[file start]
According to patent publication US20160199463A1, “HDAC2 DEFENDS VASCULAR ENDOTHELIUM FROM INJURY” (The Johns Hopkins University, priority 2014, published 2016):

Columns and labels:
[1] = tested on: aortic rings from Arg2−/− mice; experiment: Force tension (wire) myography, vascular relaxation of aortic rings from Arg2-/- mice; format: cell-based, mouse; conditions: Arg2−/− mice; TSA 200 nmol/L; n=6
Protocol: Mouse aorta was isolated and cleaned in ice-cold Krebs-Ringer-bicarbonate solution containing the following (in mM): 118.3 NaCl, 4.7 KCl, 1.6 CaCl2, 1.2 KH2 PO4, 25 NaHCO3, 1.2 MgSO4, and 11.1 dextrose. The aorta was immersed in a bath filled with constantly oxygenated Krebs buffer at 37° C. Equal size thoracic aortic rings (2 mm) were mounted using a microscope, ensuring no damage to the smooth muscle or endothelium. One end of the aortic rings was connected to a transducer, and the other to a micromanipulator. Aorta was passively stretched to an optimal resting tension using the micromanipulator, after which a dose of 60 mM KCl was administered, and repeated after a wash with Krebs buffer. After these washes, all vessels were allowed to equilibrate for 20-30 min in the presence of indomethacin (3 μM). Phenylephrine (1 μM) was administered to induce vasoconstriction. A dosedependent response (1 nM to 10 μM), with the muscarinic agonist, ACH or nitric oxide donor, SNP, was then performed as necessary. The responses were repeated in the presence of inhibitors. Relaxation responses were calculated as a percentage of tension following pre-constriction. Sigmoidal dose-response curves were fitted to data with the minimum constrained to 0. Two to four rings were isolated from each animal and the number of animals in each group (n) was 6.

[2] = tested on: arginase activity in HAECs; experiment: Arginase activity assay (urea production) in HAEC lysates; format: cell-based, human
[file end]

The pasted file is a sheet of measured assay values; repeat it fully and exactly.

According to patent publication US20160199463A1, “HDAC2 DEFENDS VASCULAR ENDOTHELIUM FROM INJURY” (The Johns Hopkins University, priority 2014, published 2016):

Columns and labels:
[1] = tested on: aortic rings from Arg2−/− mice; experiment: Force tension (wire) myography, vascular relaxation of aortic rings from Arg2-/- mice; format: cell-based, mouse; conditions: Arg2−/− mice; TSA 200 nmol/L; n=6
Protocol: Mouse aorta was isolated and cleaned in ice-cold Krebs-Ringer-bicarbonate solution containing the following (in mM): 118.3 NaCl, 4.7 KCl, 1.6 CaCl2, 1.2 KH2 PO4, 25 NaHCO3, 1.2 MgSO4, and 11.1 dextrose. The aorta was immersed in a bath filled with constantly oxygenated Krebs buffer at 37° C. Equal size thoracic aortic rings (2 mm) were mounted using a microscope, ensuring no damage to the smooth muscle or endothelium. One end of the aortic rings was connected to a transducer, and the other to a micromanipulator. Aorta was passively stretched to an optimal resting tension using the micromanipulator, after which a dose of 60 mM KCl was administered, and repeated after a wash with Krebs buffer. After these washes, all vessels were allowed to equilibrate for 20-30 min in the presence of indomethacin (3 μM). Phenylephrine (1 μM) was administered to induce vasoconstriction. A dosedependent response (1 nM to 10 μM), with the muscarinic agonist, ACH or nitric oxide donor, SNP, was then performed as necessary. The responses were repeated in the presence of inhibitors. Relaxation responses were calculated as a percentage of tension following pre-constriction. Sigmoidal dose-response curves were fitted to data with the minimum constrained to 0. Two to four rings were isolated from each animal and the number of animals in each group (n) was 6.

[2] = tested on: arginase activity in HAECs; experiment: Arginase activity assay (urea production) in HAEC lysates; format: cell-based, human